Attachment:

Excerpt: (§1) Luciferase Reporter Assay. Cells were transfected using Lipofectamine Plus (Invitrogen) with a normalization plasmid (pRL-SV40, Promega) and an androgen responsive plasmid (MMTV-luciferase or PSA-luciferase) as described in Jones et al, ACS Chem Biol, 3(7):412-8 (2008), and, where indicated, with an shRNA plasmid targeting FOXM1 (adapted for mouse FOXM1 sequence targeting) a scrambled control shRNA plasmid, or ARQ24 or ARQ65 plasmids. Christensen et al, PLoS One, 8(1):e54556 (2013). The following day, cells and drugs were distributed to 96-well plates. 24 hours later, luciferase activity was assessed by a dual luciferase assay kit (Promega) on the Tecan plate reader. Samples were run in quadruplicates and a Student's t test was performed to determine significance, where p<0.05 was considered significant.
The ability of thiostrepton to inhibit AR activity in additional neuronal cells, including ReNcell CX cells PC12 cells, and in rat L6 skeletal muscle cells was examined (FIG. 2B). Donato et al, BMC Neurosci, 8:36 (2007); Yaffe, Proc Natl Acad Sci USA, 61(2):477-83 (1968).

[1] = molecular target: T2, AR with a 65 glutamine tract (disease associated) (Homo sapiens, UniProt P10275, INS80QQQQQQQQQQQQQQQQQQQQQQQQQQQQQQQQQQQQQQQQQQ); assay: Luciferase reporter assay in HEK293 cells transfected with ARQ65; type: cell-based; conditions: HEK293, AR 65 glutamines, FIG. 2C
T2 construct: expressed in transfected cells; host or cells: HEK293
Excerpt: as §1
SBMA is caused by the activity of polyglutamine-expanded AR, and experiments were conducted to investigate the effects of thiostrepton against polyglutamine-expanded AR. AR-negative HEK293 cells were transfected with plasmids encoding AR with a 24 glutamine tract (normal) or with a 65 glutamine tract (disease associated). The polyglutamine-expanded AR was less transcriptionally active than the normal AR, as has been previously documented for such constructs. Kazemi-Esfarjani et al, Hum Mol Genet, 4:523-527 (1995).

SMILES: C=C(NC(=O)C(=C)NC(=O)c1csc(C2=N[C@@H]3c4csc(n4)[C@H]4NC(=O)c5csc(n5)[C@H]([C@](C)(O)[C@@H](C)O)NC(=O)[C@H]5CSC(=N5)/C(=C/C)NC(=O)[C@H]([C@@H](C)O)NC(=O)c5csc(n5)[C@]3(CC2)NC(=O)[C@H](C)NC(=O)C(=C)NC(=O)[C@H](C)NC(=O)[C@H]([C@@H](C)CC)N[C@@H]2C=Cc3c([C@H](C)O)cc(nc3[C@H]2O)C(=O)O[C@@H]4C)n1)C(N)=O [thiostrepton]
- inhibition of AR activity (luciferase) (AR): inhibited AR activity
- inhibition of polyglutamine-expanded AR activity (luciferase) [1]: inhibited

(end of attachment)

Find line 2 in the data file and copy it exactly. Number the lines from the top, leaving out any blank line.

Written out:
The ability of thiostrepton to inhibit AR activity in additional neuronal cells, including ReNcell CX cells PC12 cells, and in rat L6 skeletal muscle cells was examined (FIG. 2B). Donato et al, BMC Neurosci, 8:36 (2007); Yaffe, Proc Natl Acad Sci USA, 61(2):477-83 (1968).